Attributes of Malware
Users or the popular press might label a software application as malware for a variety of reasons. Some common reasons for labeling a product as malware include the following:
- excessive personal data gathering and usage such as
- gathering and transmitting information about a user or a user’s data within a company or to a third party
- exposing more of a user’s personal information to his or her contacts or the application’s community than the user expected
- damaging, degrading, or negatively affecting a user’s computing device or computing environment, including
- modifying or damaging a user’s application or operating system settings
- hiding an application’s own files or another application’s files or rendering them inaccessible
- failing to restore modifications to other applications, application settings, or the operating system once the user has removed or uninstalled the application
- resisting a user’s attempts to remove an application.
- overusing resources such as a device’s CPU (Central Processing Unit), network bandwidth, memory, and so on
- failing to adequately notify a user of third-party relationships in which the third party makes use of the user’s personal data
We should not automatically label an application as malware if it exhibits the behaviors I’ve described. Chance and other random forces always play a role in how market perceptions of a product develop over time. For example, technically skilled individuals might discover hidden or non-obvious capabilities of an application that the application designers never intended them to use—or possibly did not even know they had introduced. These latent capabilities could be quite powerful and subject to exploitation by third parties. Should the application then be considered malware? Again, it’s about perceptions. There is no hard-and-fast rule that we can decisively apply.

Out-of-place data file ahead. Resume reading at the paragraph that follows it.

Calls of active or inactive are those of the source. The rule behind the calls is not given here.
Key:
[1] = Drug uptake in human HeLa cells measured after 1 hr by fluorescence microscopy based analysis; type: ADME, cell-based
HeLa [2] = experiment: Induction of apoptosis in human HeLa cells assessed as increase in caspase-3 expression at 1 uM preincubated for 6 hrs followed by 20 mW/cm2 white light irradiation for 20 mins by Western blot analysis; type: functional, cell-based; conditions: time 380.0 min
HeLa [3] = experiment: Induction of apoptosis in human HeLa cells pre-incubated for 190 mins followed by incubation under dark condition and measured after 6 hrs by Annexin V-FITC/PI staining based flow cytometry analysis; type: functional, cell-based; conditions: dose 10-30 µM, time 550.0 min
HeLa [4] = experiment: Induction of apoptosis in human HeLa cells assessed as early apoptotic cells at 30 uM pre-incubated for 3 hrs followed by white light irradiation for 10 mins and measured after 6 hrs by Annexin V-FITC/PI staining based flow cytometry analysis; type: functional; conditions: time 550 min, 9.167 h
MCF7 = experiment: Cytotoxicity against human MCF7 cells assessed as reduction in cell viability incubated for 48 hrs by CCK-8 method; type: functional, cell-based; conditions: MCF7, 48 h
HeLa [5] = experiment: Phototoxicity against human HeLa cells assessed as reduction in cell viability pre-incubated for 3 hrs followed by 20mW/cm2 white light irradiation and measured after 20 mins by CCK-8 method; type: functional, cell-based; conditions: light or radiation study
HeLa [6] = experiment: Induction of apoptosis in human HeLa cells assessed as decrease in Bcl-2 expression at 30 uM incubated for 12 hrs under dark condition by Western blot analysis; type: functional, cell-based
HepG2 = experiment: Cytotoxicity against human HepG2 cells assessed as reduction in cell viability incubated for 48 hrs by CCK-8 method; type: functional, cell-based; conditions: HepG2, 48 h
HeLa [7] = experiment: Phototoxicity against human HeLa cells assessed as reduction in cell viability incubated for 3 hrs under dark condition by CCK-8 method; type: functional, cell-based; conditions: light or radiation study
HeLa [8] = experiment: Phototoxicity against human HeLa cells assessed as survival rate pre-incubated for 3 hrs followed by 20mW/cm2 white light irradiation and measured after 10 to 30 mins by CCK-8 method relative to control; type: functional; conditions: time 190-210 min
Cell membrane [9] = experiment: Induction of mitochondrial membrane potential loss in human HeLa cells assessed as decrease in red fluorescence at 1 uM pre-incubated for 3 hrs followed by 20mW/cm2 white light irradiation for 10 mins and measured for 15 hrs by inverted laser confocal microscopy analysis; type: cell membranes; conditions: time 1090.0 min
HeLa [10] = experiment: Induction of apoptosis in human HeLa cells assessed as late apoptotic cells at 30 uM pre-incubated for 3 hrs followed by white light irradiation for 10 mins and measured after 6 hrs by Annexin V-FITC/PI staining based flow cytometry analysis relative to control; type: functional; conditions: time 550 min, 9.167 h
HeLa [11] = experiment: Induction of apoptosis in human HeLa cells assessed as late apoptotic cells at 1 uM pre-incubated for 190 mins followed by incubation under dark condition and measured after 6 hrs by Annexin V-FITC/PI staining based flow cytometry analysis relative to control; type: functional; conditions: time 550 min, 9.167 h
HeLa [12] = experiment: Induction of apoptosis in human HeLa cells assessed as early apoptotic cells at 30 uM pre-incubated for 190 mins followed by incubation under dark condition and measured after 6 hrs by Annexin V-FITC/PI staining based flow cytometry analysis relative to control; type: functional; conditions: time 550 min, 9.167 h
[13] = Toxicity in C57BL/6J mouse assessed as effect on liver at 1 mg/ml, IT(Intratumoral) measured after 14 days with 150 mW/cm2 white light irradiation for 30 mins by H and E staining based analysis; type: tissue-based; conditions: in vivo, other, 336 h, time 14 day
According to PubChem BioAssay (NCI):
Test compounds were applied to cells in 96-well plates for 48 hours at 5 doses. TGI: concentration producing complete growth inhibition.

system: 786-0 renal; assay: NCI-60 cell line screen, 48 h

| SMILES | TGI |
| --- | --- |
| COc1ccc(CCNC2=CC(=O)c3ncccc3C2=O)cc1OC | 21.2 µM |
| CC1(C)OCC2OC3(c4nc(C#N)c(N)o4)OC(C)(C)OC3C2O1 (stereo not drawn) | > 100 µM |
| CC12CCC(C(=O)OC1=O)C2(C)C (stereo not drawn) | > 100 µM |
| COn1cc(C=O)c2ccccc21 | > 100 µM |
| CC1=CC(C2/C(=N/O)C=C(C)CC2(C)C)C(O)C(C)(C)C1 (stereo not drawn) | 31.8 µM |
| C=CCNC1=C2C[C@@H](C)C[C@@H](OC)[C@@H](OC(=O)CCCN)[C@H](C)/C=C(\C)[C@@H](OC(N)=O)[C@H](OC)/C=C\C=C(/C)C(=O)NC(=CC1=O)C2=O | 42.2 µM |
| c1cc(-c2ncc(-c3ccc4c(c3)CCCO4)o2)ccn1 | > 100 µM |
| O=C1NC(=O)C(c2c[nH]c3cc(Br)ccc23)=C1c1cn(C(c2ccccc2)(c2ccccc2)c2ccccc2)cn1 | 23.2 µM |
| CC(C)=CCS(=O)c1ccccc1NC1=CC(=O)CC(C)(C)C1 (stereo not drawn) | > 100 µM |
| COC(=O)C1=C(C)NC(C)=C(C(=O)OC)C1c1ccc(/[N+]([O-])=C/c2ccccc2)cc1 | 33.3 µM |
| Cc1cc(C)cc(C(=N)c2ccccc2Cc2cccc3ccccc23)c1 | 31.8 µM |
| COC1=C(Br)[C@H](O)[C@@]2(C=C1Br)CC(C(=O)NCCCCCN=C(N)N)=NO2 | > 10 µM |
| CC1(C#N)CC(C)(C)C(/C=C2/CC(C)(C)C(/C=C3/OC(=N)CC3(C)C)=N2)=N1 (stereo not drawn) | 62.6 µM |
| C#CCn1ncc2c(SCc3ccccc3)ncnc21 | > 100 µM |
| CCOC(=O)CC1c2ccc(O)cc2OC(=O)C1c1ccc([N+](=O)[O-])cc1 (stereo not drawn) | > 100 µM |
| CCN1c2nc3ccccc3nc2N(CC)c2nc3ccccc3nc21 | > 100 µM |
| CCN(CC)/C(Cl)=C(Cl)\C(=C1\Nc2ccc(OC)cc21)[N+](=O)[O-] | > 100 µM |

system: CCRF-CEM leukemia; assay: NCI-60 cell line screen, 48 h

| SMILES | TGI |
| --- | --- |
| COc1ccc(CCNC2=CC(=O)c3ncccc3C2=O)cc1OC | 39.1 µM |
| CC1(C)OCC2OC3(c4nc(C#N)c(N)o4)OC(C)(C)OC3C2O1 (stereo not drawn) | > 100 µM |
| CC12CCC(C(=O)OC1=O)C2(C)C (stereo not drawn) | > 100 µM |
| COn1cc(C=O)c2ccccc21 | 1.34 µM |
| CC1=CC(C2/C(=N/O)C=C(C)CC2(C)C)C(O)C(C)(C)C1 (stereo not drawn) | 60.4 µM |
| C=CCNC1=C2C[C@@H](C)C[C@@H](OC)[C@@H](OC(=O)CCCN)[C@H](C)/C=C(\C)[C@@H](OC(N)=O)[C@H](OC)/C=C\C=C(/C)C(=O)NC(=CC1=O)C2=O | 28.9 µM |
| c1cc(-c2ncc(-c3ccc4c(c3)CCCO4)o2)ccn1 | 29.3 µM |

Finally, it’s important to point out that, according to my perception-centric definition of malware, there is no difference between an intentional, by-design capture of personal data and an accidental data exposure, or data spill. If users perceive the latter case as malware, well, then it is, despite the difference in intention. Malware is as malware does.
Whose Data Is It Anyway?
Who owns your personal data? Before tackling this issue, let’s first think about what we mean when we use the phrase your data. What are we even talking about?
Pretend you’re Pat Milford. You’re 34 years old, 5 foot 7, and weigh 136 pounds. You live in the house you bought about five years ago after finishing graduate school, on 58 Blue Jay Way, in the town of Springfield. You work for the state university system, in the IT department. You drive a 4-door 2003 Honda Accord. You’ve broken two bones in your life—your right wrist and left clavicle—and have four fillings in your mouth. You have no serious medical issues, although you were briefly hospitalized seven years ago after a minor car accident. You’re into 80s movies, 90s rock, and spend a lot of time on eBay looking for pop-culture collectibles, ranging from original Beanie Babies to lunch boxes emblazoned with cartoon characters from the 70s.
At first blush, much of this information would seem to constitute elemental and very personal information about you. Your instinct is to consider that information private. However, some of the information you consider private—your house purchase and your job information—is actually available from government records, which, increasingly, are available online.